After her third child she says money was tight and she wanted to help pay the bills, so she started taking her microgreens to the farmers market. She began to see success at the market and was even taking special orders.

But about seven months after starting at the market, her mother died.

“My mother was my biggest supporter, my cheerleader, my safety net,” she says.

Bromley spent a year in mourning, where her supportive husband went to the markets in her absence. She took that time to grieve over the loss of someone she considered to be her best friend.

Bromley says she had to learn to move on, and run her business, without her mother, to create a better life for her family.

In 2017 Bromley applied for the first Win This Space contest. She says going through the process for the contest “challenged every part of me” and doing it without her mother “was painful.”

But she also says she might not have gone on the journey if her mother was still alive, because of the amount of unknowns and risks.

“I think she would have lovingly encouraged me not to do it,” she says.

For her Win This Space wasn’t just an opportunity, but it gave her a chance to grow as a person. She says at the time she was going through the process to win her storefront she was feeling so much loss.

But the hole in her chest was filled with purpose.

“I needed the community to pull me up and they did it without even knowing what they were doing,” says Bromley.
Like McCallen starting her own storefront offered its own challenges, but ones she was eager to take on.

She says she had to find ways to get people to come into the store, and throughout the Win This Space process felt like she had “niched” her business.

Her business had to expand and be more multifaceted. Win This Space gave her exposure and a community but she had to create a business where people would walk through her doors.

“Through that our business model changed,” she says, adding beforehand she “didn’t have the experience to know what was required to run a successful bricks and mortar store.”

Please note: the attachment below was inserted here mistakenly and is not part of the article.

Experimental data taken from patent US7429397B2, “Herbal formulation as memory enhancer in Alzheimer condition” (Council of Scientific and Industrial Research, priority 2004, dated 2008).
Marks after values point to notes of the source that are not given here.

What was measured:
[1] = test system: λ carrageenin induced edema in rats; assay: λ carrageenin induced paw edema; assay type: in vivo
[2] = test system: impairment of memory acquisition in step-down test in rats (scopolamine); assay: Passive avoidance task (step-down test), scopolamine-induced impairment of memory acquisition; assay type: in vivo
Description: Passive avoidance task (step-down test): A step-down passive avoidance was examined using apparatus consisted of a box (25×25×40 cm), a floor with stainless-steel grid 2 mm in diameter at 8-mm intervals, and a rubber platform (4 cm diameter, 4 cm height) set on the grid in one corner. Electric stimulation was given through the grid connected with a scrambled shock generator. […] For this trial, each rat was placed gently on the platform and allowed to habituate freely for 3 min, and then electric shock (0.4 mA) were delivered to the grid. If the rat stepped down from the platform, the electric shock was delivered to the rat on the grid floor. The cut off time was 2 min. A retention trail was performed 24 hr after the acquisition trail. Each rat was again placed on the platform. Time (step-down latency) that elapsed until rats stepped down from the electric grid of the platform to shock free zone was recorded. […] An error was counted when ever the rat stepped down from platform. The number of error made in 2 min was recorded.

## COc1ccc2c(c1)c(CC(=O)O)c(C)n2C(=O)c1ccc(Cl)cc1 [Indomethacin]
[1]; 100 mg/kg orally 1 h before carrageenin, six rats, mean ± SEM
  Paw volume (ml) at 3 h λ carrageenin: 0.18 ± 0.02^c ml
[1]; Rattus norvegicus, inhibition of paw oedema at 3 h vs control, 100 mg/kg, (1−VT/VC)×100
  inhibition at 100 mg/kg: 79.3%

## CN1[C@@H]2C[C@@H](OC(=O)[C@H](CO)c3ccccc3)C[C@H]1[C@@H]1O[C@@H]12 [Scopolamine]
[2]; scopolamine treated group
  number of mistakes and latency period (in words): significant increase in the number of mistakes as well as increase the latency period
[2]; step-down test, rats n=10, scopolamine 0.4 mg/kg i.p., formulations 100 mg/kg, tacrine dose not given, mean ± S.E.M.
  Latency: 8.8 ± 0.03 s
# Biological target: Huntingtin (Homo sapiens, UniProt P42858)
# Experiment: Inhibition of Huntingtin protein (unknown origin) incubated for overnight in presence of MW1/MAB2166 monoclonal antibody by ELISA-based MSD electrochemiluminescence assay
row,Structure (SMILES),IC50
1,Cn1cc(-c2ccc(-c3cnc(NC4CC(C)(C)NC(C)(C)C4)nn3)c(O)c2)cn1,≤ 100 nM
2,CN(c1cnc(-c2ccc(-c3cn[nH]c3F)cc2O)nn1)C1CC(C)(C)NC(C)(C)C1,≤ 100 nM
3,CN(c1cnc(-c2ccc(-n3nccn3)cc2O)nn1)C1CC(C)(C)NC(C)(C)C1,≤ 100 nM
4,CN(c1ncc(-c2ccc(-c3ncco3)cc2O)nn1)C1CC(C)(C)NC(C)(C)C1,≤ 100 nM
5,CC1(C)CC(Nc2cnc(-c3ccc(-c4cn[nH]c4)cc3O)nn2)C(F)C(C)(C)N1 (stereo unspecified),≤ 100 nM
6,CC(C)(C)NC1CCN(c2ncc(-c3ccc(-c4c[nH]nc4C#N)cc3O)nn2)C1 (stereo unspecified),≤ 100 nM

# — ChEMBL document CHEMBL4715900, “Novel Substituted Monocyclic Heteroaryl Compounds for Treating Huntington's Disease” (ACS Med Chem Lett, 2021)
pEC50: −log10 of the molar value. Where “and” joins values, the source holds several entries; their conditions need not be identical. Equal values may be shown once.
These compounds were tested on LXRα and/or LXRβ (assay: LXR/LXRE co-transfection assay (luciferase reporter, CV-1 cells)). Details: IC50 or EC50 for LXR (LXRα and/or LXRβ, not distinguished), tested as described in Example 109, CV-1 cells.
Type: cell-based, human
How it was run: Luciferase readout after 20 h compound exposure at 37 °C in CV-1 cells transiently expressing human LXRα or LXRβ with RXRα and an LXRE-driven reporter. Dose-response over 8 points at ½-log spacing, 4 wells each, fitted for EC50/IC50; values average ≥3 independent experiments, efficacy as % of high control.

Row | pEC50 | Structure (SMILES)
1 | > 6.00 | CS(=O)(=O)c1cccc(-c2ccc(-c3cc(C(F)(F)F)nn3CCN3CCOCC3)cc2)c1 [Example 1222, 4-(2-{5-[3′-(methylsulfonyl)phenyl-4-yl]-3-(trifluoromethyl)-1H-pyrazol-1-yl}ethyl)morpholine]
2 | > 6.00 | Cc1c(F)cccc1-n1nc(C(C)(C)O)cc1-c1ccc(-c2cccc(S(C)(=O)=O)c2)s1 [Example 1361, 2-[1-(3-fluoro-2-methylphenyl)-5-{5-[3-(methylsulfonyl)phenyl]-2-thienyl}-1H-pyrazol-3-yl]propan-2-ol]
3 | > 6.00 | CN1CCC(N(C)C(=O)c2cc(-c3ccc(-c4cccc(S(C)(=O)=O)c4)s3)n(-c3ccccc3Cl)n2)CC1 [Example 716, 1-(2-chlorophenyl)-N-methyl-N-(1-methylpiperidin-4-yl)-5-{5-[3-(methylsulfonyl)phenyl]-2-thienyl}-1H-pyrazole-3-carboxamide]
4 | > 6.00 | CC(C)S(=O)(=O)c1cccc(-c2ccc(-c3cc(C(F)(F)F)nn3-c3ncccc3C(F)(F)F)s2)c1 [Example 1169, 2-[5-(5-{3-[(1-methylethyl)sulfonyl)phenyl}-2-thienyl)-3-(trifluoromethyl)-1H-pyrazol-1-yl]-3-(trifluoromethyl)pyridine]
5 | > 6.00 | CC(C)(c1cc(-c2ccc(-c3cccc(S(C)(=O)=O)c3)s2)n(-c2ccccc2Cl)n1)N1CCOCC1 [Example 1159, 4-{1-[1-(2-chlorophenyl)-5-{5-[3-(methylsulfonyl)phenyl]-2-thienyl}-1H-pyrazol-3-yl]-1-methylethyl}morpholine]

She added an interactive plant shop to her storefront so people can design their own arrangements. She also focused more on the storefront and customers rather than the wholesale side.

The image of her store has tightened, she says, and her business’ focus has changed and adapted. It’s felt satisfying to create positive changes in people’s lives.

“We want people to feel like this is a social enterprise,” she adds.

Through mourning and learning she’s managed to shape her business into something she’s proud of, and something she knows her mother would be proud of too.

She also notes how she’s managed to do so while being a “mom-trepreneur” and how mothers make up a relatively small number of startup business owners.

Win This Space is sentimental to her, because it helped send her down a path of personal growth.

And that’s something McCallen, Bromley and many other entrepreneurs share in common. Ideas are conceived, scrapped, improved and challenges no one can see coming have to be dealt with.

But you deal, you overcome and you grow.

“Everything I’ve worked for, when I see how it comes out of it, I feel really good and it’s actually how I stay happy,” says McCallen.